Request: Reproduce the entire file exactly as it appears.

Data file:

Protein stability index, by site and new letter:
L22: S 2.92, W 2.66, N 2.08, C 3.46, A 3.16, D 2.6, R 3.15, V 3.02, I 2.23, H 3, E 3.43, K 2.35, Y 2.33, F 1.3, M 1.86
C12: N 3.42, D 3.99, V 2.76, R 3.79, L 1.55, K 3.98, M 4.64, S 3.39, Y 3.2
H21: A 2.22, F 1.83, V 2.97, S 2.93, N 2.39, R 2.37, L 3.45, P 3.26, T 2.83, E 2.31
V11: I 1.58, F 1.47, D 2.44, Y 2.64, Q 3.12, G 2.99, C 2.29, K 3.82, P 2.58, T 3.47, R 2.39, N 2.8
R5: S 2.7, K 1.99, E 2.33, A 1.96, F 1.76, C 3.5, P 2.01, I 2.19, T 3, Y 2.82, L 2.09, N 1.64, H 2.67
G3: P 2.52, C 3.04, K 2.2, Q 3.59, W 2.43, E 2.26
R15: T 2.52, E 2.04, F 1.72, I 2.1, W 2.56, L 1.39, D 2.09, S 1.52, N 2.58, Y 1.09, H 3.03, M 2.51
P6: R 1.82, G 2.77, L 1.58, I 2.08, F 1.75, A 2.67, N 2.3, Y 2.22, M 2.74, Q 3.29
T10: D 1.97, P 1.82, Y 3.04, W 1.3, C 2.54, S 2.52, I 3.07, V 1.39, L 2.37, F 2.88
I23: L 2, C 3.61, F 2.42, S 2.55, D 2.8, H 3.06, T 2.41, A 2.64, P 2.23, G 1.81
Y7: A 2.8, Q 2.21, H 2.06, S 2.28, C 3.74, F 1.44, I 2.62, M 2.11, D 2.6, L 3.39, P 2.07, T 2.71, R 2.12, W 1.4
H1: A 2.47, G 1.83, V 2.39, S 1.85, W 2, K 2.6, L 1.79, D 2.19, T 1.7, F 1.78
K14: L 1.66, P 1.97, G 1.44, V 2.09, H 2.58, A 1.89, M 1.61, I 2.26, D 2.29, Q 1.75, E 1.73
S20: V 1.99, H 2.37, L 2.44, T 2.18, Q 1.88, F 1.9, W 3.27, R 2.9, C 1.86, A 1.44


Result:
Protein stability index, by site and new letter:
L22: S 2.92, W 2.66, N 2.08, C 3.46, A 3.16, D 2.6, R 3.15, V 3.02, I 2.23, H 3, E 3.43, K 2.35, Y 2.33, F 1.3, M 1.86
C12: N 3.42, D 3.99, V 2.76, R 3.79, L 1.55, K 3.98, M 4.64, S 3.39, Y 3.2
H21: A 2.22, F 1.83, V 2.97, S 2.93, N 2.39, R 2.37, L 3.45, P 3.26, T 2.83, E 2.31
V11: I 1.58, F 1.47, D 2.44, Y 2.64, Q 3.12, G 2.99, C 2.29, K 3.82, P 2.58, T 3.47, R 2.39, N 2.8
R5: S 2.7, K 1.99, E 2.33, A 1.96, F 1.76, C 3.5, P 2.01, I 2.19, T 3, Y 2.82, L 2.09, N 1.64, H 2.67
G3: P 2.52, C 3.04, K 2.2, Q 3.59, W 2.43, E 2.26
R15: T 2.52, E 2.04, F 1.72, I 2.1, W 2.56, L 1.39, D 2.09, S 1.52, N 2.58, Y 1.09, H 3.03, M 2.51
P6: R 1.82, G 2.77, L 1.58, I 2.08, F 1.75, A 2.67, N 2.3, Y 2.22, M 2.74, Q 3.29
T10: D 1.97, P 1.82, Y 3.04, W 1.3, C 2.54, S 2.52, I 3.07, V 1.39, L 2.37, F 2.88
I23: L 2, C 3.61, F 2.42, S 2.55, D 2.8, H 3.06, T 2.41, A 2.64, P 2.23, G 1.81
Y7: A 2.8, Q 2.21, H 2.06, S 2.28, C 3.74, F 1.44, I 2.62, M 2.11, D 2.6, L 3.39, P 2.07, T 2.71, R 2.12, W 1.4
H1: A 2.47, G 1.83, V 2.39, S 1.85, W 2, K 2.6, L 1.79, D 2.19, T 1.7, F 1.78
K14: L 1.66, P 1.97, G 1.44, V 2.09, H 2.58, A 1.89, M 1.61, I 2.26, D 2.29, Q 1.75, E 1.73
S20: V 1.99, H 2.37, L 2.44, T 2.18, Q 1.88, F 1.9, W 3.27, R 2.9, C 1.86, A 1.44